I want you to do something for me. Stop what you're doing. Silence all noise around you. Don't speak, don't move, just listen. What do you hear? Silence. Total silence, right? Of course, what else is there to hear? Keep listening. Now what do you hear? Maybe you're still hearing the silence, in which case, you will have to try again later, but if you aren't hearing silence anymore, what do you hear? Do you hear the distant calling of your name from somewhere unknown? Maybe you're hearing the hushed whispers. Maybe you can make out what they are saying. Can you hear them? They are talking about your future. They speak of evil things to come in your life. Do you still hear them? They are talking about your death. They speak of how nobody will remember you when you are gone. Stop listening to them. What can you hear now? If you are lucky, then you will hear nothing but the silence again, but if you still hear something else, what is it? Can you hear the distant screams? The utterly bone-chilling screams of the damned. Maybe you still hear the whispers. No matter what you are hearing, stop. Listen again. Silence, right? No.....no it's more than silence. Humans hear silence for one simple reason. Mind over matter. You think that you are hearing silence, therefore, you are, right? Well, now you're thinking about not hearing the silence anymore. What I have just done is put the thought back into your head that you were never hearing silence, but did that thought ever really leave? Did the voices of your "imaginary" friends ever really leave, or did you just convince yourself that they left so you wouldn't hear them anymore? Mind over matter, right? Listen to the silence one last time. Maybe you're hearing the screaming again. Something is different about it this time, though. Now it seems familiar. Our brains are wired to alert us of danger, but only if we BELIEVE that we are IN danger. You used mind over matter to block out the screams and voices, but little did you know that those voices were your brain's warning to you of the man who broke into your home last night while you slept. Those screams.....they seem familiar because they are yours. I will be hearing them in just a few moments. Your brain tried to save you, but you chose only to hear the silence. I want you to do something for me. Stop what you're doing. Now listen. Your brain is telling you what you're going to hear when I'm done with you. Total silence...
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Okay, so there are a few problems with this. The wall of text is one, which can be broken up by doing what Underscore said. Once that is done it will be easier to look for grammatical errors.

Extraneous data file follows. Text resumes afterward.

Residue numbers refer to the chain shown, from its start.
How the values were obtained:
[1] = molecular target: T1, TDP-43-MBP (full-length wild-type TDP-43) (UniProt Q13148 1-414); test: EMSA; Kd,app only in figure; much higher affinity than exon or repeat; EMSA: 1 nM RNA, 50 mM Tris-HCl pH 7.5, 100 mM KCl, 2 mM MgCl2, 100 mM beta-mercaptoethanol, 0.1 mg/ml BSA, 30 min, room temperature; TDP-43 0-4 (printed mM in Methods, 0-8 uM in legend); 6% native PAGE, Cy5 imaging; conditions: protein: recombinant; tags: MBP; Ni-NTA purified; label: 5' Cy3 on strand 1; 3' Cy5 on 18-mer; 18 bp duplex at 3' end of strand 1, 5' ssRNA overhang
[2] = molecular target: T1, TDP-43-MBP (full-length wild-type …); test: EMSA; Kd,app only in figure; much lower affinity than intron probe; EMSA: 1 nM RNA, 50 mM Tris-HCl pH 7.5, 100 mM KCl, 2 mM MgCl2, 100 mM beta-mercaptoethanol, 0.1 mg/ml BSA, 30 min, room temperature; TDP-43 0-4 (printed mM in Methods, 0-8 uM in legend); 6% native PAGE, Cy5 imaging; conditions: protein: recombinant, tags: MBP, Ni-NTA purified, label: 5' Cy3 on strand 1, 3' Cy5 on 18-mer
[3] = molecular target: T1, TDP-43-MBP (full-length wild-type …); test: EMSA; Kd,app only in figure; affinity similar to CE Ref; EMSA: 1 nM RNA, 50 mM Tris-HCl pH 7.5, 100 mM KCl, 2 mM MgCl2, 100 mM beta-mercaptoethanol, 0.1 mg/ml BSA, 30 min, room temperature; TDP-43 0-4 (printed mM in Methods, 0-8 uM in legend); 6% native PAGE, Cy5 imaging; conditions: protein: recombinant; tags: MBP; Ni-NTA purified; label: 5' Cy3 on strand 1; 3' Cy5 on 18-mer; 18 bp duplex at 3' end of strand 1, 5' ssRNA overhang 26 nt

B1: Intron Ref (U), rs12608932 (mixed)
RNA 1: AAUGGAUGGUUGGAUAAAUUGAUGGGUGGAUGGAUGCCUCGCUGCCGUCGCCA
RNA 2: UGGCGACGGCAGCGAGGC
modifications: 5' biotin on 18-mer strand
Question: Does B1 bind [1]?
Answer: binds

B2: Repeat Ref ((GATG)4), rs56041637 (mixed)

The twist is very cliche. It's basically the look behind you bit spelt out in the first letter of each paragraph. This can be done well sometimes, but the build-up wasn't there for this story.
Another thing that missed its mark was the second person narrative. It's really hard to write second person. Really hard. So don't feel bad for me pointing this one out, I don't think I could write a story in second person either and have it work either. In fact, I think I've only ever read one story where it worked in second person, and that was a long time ago in one of Ellen Datlow's books.
So here's the problem with second person: if you aren't able to get a person to experience what you're talking about, it's going to fail. Even the slightest part in the beginning will ruin the entire story. Now, you are telling the reader what to do, and it is something that is almost impossible. If you live in a rural area, you will most likely be hearing animals and insects. If you live in an urban area you'll be hearing cars go by and other ambient noise. So it's really hard to get the silence you will need to for this story to even get a tight grip on the reader. Furthermore, when I do get into an area where I can't hear anything, I hear a slight ringing, I don't know how many others get that same sound, but I know of at least three other people. Those three other people are about the only people I've really spoken about it with. So you should try and start with something like that.
The last thing I would like to point out is that the ending dragged on. You tell the person that you're in the house and there is another paragraph after that. most of that last paragraph is just repetitive. A lot of this story is repetitive come to think of it.